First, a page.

The Missing

by Sarah Langan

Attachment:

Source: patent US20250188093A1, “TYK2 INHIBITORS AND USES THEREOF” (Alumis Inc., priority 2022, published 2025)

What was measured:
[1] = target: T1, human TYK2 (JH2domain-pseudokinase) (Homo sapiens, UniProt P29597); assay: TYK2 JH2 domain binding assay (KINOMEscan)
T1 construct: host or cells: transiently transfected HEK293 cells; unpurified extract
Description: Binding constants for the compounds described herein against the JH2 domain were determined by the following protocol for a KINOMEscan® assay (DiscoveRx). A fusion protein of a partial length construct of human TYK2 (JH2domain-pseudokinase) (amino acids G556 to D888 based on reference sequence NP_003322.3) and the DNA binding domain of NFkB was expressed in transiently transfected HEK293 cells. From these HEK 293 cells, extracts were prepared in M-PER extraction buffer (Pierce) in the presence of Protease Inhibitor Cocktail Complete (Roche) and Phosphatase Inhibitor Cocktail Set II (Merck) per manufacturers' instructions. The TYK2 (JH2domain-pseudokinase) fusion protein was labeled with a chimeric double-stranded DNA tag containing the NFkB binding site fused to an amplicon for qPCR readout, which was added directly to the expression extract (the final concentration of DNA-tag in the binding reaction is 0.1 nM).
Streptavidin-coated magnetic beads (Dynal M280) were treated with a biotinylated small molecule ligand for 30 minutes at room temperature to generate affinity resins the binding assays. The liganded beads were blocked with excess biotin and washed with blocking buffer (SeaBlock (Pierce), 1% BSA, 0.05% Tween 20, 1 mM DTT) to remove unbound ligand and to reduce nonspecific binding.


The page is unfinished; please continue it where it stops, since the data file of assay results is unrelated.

Publishers Weekly In her second novel, Langan delivers a powerhouse creepfest that recalls, in the best way possible, the early work of Stephen King. Corpus Christi, Maine, was once a town of affluence, but since the mysterious paper mill fire in the neighboring town of Bedford (depicted in last year's well-received debut, The Keeper) released dense sulfuric clouds that killed the surrounding forest, Corpus Christi has been in steady decline. When fourth-grade teacher Lois Larkin takes her class on a field trip to the now-abandoned Bedford, they're exposed to a deadly virus that transforms the infected into ravenous, flesh-eating monsters. Rather than stick to zombie lit convention (mindless undead, endless chases), Langan invests her plague with a sinister intelligence of unknown origin, maintaining a skin-crawling tension as the vivid cast of characters succumb to murderous insanity, hunting down and tearing apart animals, neighbors and loved ones. Langan has the control of a pro, parsing just enough horrific details to allow the truly gruesome scenes to play out unbound in the imagination; this solid sophomore effort proves that The Keeper's disturbing ability to burrow into readers' heads and stay there was no fluke. (Oct.) Copyright 2007 Reed Business Information.

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